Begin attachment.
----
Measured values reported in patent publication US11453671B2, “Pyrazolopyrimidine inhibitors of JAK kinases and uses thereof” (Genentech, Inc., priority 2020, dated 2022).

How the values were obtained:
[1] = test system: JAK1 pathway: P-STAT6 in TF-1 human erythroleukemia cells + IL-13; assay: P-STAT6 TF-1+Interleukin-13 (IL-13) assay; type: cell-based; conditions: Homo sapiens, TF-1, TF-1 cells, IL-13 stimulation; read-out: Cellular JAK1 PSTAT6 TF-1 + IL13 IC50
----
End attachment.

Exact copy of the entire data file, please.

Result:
Measured values reported in patent publication US11453671B2, “Pyrazolopyrimidine inhibitors of JAK kinases and uses thereof” (Genentech, Inc., priority 2020, dated 2022).

How the values were obtained:
[1] = test system: JAK1 pathway: P-STAT6 in TF-1 human erythroleukemia cells + IL-13; assay: P-STAT6 TF-1+Interleukin-13 (IL-13) assay; type: cell-based; conditions: Homo sapiens, TF-1, TF-1 cells, IL-13 stimulation; read-out: Cellular JAK1 PSTAT6 TF-1 + IL13 IC50